According to Özden, robots can be handy when it comes to filling basic activities, such as greeting guests, helping them with their bags, and guiding them to their rooms. More complex activities that require interaction can be still handled by human personnel. “When robots are tasked with basic activities, hotels will be able to invest in their human talents, and enhance their skills to perform more superior tasks,” he said. He explained that hospitality and servicing are sensitive matters, especially in Middle Eastern cultures, where greeting guests is at the core of the social activities. “Adopting droids will happen gradually, and there must be a transition phase where robots and humans work hand in hand,” he said. According to him, youngsters and kids like experimenting with robots, and this market segment will be the easiest to penetrate in order to deploy this technology. Millennials also are more acquainted with this tech. “It will be easier for family hotels to start using robots, than leisure or business hotels,” he added.

Cost slashers?

Replacing manual workers with an automated system is beneficial for industrial companies as the process reduces wasted time and money and increases productivity. Robotic process automation can also cut costs for financial services firms by up to 75 percent. Also, replacing humans with robots will shrink the costs by almost 22 percent, according to market research company Technavio.

However, things are little different in the hospitality industry, which requires more human intervention and care, as servicing and interacting with guests is a core business pillar.

According to Wesselman, today’s processes that benefit from cost efficiency improvement through robotics are the ones that are highly repetitive, that happen in a structured applications, and the ones that do not require a lot of human involvement. “Artificial Intelligence is developing at a rapid pace. Robotic solutions will become available for the less structured ‘environments’ [including working areas and applications for instance] as well. But what about the required investment. Well, I expect that one out of three of commercially available robot solutions will be offered ‘as a service’ by 2020. This means that the investment to acquire robot technology will no longer pose a threshold that keeps hospitality businesses away from using robotic solutions.” He explained that this ratio will rapidly improve as more vendors enter the market to compete. “Therefore you may expect a cost benefit without high investment requirements. Even more so, the revenue side will improve dramatically as customers may be interested to experience a robot-driven hotel. Fact is that the Henn-na Hotel is well booked all year round,” he said.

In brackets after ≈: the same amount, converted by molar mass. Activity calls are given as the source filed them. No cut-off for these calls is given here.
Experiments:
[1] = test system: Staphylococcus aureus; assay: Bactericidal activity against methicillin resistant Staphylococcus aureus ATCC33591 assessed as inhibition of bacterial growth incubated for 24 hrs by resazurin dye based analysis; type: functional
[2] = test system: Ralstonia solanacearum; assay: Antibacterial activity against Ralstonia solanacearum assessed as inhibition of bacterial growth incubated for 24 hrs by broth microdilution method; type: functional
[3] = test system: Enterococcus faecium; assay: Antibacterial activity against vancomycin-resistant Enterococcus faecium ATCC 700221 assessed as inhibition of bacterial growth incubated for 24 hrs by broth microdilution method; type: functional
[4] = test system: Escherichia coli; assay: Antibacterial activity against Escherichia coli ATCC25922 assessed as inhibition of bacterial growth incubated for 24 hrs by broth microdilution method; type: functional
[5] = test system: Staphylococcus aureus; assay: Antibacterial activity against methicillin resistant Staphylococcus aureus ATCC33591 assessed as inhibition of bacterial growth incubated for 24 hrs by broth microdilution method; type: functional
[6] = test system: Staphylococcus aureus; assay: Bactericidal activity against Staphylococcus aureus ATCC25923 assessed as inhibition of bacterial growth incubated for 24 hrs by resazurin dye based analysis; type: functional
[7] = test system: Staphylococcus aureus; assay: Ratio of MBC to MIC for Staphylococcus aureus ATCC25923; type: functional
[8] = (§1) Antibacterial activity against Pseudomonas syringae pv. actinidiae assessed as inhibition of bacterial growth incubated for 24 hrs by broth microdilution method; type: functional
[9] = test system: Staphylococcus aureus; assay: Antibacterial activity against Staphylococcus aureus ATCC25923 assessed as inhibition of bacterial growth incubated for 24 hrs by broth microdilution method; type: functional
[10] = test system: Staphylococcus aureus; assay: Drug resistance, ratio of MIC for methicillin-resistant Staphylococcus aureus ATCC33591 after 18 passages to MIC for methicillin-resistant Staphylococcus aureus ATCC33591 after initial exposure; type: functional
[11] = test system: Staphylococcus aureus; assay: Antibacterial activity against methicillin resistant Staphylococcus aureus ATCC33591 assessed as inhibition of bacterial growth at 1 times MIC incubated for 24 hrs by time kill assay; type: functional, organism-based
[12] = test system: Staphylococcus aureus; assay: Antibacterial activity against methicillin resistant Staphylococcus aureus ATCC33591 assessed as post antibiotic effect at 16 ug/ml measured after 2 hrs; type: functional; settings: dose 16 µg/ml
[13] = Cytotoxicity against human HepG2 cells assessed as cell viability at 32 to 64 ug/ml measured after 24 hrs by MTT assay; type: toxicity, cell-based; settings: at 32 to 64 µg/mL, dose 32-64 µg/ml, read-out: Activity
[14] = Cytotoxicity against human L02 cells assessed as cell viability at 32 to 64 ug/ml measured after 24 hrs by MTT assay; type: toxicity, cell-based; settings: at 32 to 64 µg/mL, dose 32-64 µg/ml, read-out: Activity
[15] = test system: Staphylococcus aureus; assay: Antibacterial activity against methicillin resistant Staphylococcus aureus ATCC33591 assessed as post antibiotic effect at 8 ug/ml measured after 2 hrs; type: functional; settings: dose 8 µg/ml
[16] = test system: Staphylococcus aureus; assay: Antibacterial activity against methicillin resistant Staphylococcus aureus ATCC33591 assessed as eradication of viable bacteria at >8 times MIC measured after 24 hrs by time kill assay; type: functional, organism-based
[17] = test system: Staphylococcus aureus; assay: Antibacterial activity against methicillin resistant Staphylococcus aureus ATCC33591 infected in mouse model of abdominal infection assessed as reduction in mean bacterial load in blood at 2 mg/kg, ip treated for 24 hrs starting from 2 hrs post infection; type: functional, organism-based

According to Özden robots’ ROI are difficult to benchmark in the hospitality industry. Unlike other industries where activity is weighed in numbers and analytics, hospitality involves much more complex criteria, such as the human touch and customer satisfaction. “Feasibility in hospitality is rather seen as a readiness to advance, and become today what the others will be tomorrow,” he said, referring to hotels embracing technology and adopting it to boost their features. A Robin robot and AI dashboard could cost around $50,000, but it's the innovation behind it and the utility it brings that sheds the light on its ROI.

Savioke's Relay room servicing (Image via Savioke).

Steve Cousins, founder of Savioke, which produced Relay, the first hotel robot, said in an interview that hotels which used Relay, witnessed increasing revenues from room item sales of the mini-bar that the robot carries for example. It also had a boost in occupancy due to guest interest, and RevPAR (Revenue per available room) peaks. Some hotels also charge $2 per delivery, which also increases their returns. He said that Residence Inn by Marriott reported a 0.5 increase in RevPAR attributed to the usage of Relay, just one year following hiring it, in addition to an $1,700/month increase in incremental revenue. Relay robot is a robot-as-a-service that rents for about $2,000/month, including installation, training, monitoring, and call center service.

The close future

Looking into the future, a plethora of new robotic products may be rising on the horizon, eager to tap into the market. Wesselman believes that hospitality businesses that want to put robotic employees on their payroll may want to consider a more serious form of chief technology officer, including an organisation to support the new technology as it becomes part of their value chain. “We may expect that robots quickly become part of our everyday lives, hence forcing the hospitality industry to keep pace with recent developments,” Wesselman said. Özden concluded that many will be urging to experiment with robots, but it would take between 15 to 20 years for the industry to witness a full integration.